by Martin Walker
The Prix Ragueneau is known as the top cookery prize in south-west France, featuring the black truffles and foie gras, the lamb and fowl and walnuts that are the best-known specialities of this magnificently endowed region.
But is also important to winemakers since each of the two dishes prepared by the five chefs in the final must be accompanied by its own wine, which has to be explained and the choice justified before the jury by the sommelier who shares the prize with the chef.
That makes ten wines for those of us in the jury to taste, and a terrific selection it was, saddening me that we had to spit out most of them after tasting. The Bugle was well represented with me, your wine columnist and Julia Watson the food writer both on the jury of ten, including French wine and food writers, Danièle Mazet-Delpeuch (President Mitterrand’s personal chef) and Patrick Jeffroy of the Carantec hotel in Brittany, who has two Michelin rosettes.
It got better since the Sunday before the day of tasting, all ten jury members gathered for lunch at the vineyard of David Fourtout of Les Verdots, one of my own favourites. David did us proud, offering all of his red and whites for the last three years and his top-of-the-brand Le Vin from 2010 for us to taste. His wife hosted an excellent lunch of seafood salad, beef olives and a tarte vigneronne, apple tart with a red wine glaze.
Then we had a guided tour of the truffle plantation at Lentignac, outside Ste-Alvère, before a five-course dinner at the Vieux Logis with each course featuring black truffles, all cooked by the Michelin-starred chef Vincent Arnould, along with wines from more of my favourites, Moulin Caresse and l’Ancienne Cure.
The next morning began at the Ste-Alvère truffle market, followed by a casse-croûte of truffles in lightly scrambled eggs and cream, haricots aux couennes with aiguillettes of duck and tartines of truffled butter. Julien and Caline Monfort, of the famous Julien de Savignac cave in Le Bugue, were on hand with their own wines.
After all this, the tasting might have been an anti-climax. Not so. I was delighted to find many old friends among the bottles: Château de Tiregand, Château des Eyssards, Clos l’Envège and Château Monestier La Tour, on which I have written before in these pages. Château Le Payral of Saussignac is a wine I know well and will be writing about again, likewise for Château Poulvère on Monbazillac, where Benoît Borderie offers yet another example of what good wines retired fighter pilots can make.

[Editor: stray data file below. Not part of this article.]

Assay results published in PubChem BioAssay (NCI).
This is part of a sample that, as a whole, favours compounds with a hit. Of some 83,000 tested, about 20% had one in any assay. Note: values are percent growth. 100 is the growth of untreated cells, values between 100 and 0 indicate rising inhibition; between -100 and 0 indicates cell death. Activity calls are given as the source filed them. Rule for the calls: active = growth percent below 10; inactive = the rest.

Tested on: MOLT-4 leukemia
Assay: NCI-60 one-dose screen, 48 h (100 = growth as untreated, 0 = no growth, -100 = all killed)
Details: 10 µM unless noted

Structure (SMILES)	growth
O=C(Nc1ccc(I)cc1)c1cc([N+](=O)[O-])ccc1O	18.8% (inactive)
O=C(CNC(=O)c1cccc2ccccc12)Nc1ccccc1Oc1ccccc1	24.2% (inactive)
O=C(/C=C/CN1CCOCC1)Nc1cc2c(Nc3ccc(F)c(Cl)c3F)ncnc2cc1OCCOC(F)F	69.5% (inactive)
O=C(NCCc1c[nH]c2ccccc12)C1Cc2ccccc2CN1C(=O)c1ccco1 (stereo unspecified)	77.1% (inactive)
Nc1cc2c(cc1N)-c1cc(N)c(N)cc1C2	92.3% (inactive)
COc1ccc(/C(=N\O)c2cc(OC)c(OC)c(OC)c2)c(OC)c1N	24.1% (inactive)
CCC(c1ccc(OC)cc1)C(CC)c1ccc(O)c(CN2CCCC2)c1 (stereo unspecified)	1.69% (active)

New to me were two wines from the Duras, which is now linked with the Bergerac vineyards and what splendid additions they are. The first was a very seductive and luscious red from Clos des Figuiers, where Sylvie Fechtenbaum and her husband Eddy (another ex-fighter pilot) and their daughter Sarah (an astro-physicist) have been making two organic wines, a Merlot red and a Sauvignon Blanc white for the past four years on a tiny vineyard of just 2.5 hectares. The vines are only fifteen years old but have suffered neither pesticide nor chemical fertiliser for the past ten years. At 12.50 euros a bottle, the 2014 Merlot that we tasted was an excellent wine, well worth the money.
The other discovery from the Duras knocked my socks off, a bio-dynamic wine from Domaine Mouthes Le Bihan, a white wine called La Pie Colette, 2016. It was made of 45 per cent each of Sauvignon Blanc and Sémillon with ten per cent of Chenin. It was charming without being in any sense light, with a long finish and a tantalising mix of freshness and depth in the mouth. At 9.50 euros a bottle, I recommend it highly.
This Duras white wine stands out in my memory because it was not overwhelmed by its partner wine for the winning dish (from the Restaurant Vin’Quatre in Bergerac), the Petite Fugue dry white wine from Château Le Payral.
Isabelle and Thierry Daulhiac are terrific winemakers, committed to biological winemaking and bio-dynamic methods, like many of their Saussignac neighbours. Thierry is the sixth generation of winemakers in his family.
The remarkable feature of their wine is Thierry’s belief in and skill with Sauvignon Gris, a somewhat obscure grape which my wine encyclopaedia dismisses as producing ‘less aromatic’ wines. Not in Thierry’s hands! His Petite Fugue is sixty per cent Sauvignon Gris and forty per cent Sauvignon Blanc, and this wine is a little austere but then becomes inviting on the nose with just a hint of pear flavour. It is a delight in the mouth, a surprise in its almost playful richness with a final, delicate suggestion of vanilla.
Some of the best wines of Pessac-Léognan, including Haut-Brion and Pape Clément use small amounts of the Sauvignon Gris, but Thierry goes to town with this unusual grape, a pinkish-blue on the skin but quite white inside. He and Isabelle keep it in barrels of French oak for six months, and the wine is fertilised with natural, local yeasts. In short, it is a handmade wine, an excellent choice to go with the cooking of the winning chef, Charlie Ray and his partner (and sommelier) Mélanie Legrand. They well deserve the 3,000 euro prize.
As for me, after all that splendid food and wine (and coming so soon after Christmas), I think I’ll need to fast for a week.
Martin Walker, author of the best-selling ‘Bruno, chief of police’ novels, is a Grand Consul de la Vinée de Bergerac. Formerly a journalist, he spent 25 years as foreign correspondent for The Guardian and then became editor-in-chief of United Press International. He and his wife Julia have had a home in the Périgord since 1999 and one of his great hobbies is visiting the vineyards of Bergerac.